Jeanne Allen is the CEO of the Center for Education Reform. She’s got her job cut out for her in Chicago. Here she details how Chicago parents are fed up with left wing educrats and are doing something about it.
“Phone lines at many of the city’s Catholic schools were jammed with calls this week from weary parents, inquiring how to enroll their children.”
Watching public education inflict its own wounds is incredibly difficult.https://t.co/ccmHbeG4Zu
— Karen Vaites (@karenvaites) January 15, 2022
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Allen: Within just two days of the holidays ending, Chicago Public School teachers were forced to illegally stop working by the Chicago Teachers Union.
Parents went from confused to outraged as their families endured the 10-day work stoppage that was created to supposedly safeguard the health and well-being of employees. Never mind that in every community, all Catholic and most private and charter schools were open without a hitch.
The same theater was playing out in Newark, New Jersey and Detroit, Michigan. By Wednesday, January 11th, 5000 schools around the country were still closed, despite CDC and government proclamations that this COVID variant was milder and kids and teachers could safely be in school.
Despite receiving billions of taxpayer dollars in federal COVID-relief funding to do precisely that, large urban school districts were unable to handle challenges that they’ve had plenty of time, experience and again, money, to figure out. The system failed our students again — as the song says — just when they needed them most. It’s unacceptable for any institution that fails to do the job it is paid to do.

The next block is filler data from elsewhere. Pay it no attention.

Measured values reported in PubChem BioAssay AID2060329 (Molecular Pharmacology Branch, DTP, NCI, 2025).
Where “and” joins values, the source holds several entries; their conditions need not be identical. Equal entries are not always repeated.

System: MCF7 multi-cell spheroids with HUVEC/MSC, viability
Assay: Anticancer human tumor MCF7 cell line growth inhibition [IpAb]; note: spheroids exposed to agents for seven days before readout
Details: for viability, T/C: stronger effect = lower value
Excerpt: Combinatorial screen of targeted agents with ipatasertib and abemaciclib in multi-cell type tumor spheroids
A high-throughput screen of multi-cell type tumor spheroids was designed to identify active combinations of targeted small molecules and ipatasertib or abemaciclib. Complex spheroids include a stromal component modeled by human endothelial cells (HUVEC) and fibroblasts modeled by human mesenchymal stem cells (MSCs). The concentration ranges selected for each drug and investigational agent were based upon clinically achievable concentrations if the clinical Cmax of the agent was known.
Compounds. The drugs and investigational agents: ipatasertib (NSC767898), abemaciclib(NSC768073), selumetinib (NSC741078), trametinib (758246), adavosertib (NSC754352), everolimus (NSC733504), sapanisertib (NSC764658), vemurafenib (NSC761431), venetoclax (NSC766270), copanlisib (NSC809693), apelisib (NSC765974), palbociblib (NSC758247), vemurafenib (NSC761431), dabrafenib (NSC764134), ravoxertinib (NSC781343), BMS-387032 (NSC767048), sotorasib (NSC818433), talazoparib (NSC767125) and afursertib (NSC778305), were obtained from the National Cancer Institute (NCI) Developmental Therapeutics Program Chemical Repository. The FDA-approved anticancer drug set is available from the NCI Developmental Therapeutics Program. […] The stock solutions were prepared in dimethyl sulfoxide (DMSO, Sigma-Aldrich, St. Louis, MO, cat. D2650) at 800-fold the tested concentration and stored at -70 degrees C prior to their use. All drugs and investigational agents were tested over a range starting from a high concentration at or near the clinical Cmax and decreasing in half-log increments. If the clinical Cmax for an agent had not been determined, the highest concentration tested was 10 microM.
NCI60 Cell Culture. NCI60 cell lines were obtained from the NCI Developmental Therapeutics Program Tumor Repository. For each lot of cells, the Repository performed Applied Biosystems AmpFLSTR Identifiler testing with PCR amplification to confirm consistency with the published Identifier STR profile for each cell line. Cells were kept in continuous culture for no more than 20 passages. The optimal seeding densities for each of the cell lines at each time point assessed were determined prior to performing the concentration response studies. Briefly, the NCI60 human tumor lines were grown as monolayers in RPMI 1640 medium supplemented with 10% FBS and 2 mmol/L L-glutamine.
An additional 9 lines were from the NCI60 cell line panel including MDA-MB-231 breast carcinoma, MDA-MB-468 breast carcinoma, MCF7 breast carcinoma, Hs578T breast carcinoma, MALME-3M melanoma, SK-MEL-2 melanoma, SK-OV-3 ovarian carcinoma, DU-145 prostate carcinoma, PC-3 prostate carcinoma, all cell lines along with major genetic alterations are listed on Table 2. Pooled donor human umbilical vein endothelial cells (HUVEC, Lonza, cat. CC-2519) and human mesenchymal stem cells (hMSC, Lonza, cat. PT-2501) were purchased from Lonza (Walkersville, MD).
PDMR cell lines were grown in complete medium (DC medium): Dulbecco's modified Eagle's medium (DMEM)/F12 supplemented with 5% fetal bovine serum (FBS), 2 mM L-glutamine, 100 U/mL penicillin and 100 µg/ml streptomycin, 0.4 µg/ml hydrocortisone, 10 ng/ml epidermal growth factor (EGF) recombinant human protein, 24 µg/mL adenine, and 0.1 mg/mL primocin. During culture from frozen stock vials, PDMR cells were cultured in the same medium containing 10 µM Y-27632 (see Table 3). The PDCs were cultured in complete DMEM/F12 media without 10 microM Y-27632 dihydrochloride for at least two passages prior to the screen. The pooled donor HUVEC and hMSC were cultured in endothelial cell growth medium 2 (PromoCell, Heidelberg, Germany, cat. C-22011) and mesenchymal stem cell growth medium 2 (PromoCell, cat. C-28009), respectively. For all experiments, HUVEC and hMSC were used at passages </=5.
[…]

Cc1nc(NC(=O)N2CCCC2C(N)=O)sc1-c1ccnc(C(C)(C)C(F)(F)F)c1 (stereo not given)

But there’s a way out: Give parents the control to make their own decisions. When parents have power, stuff happens. That’s the message that parents are sending loud and clear in Chicago, where thousands of them have inquired directly of the city’s private and charter schools about open slots. When the Center for Education Reform in partnership with a national philanthropist announced it was awarding $5 million in emergency grants to schools that could take CPS children, it was flooded with applications and stories of parents calling schools begging for slots. They know that students in the hands of educators not controlled by union contracts and large bureaucracies not only do better and get the attention they need but are safer. They also stay open even in a crisis.
Just look at Distinctive Charter Schools, the first recipient of the STOP Award’s Chicago Rescue Grants, to facilitate the influx of new student requests they’ve received since the start of these protests. These students, of which 89 percent are non-white and 85 percent are part of a free or reduced lunch program, show just a small picture of those being hurt most by the refusal of the teachers’ union to show up for students who need it most…
While the current stalemate over in-person education has come to an end for the time being, parents and students alike are saying enough is enough as teachers failed to respond to their need for in-person learning. If the Chicago Public Schools and others couldn’t use their billions in federal COVID relief funding to date to ensure kids could be educated, who can The answer is simple. Parents.